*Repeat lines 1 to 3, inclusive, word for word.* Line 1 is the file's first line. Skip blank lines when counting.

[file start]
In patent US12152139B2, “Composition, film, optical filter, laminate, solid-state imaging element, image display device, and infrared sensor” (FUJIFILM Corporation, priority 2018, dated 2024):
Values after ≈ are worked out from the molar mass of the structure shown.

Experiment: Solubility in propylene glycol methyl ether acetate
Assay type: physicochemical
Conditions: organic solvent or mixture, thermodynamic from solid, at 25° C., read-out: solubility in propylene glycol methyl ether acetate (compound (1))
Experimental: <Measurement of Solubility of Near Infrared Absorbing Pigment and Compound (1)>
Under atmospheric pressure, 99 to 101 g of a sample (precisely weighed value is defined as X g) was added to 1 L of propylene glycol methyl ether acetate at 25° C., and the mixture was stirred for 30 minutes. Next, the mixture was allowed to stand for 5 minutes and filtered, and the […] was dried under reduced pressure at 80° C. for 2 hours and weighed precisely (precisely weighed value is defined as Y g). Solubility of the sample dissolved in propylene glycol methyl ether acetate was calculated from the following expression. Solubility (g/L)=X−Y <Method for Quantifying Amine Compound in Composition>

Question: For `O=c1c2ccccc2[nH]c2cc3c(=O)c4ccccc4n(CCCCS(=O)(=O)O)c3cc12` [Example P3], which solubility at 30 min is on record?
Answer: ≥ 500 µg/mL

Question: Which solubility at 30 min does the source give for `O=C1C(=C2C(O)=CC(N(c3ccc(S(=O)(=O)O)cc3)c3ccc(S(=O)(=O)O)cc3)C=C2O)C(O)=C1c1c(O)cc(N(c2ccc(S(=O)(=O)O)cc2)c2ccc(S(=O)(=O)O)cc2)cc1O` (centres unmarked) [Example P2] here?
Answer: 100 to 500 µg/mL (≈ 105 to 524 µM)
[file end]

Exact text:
In patent US12152139B2, “Composition, film, optical filter, laminate, solid-state imaging element, image display device, and infrared sensor” (FUJIFILM Corporation, priority 2018, dated 2024):
Values after ≈ are worked out from the molar mass of the structure shown.

Experiment: Solubility in propylene glycol methyl ether acetate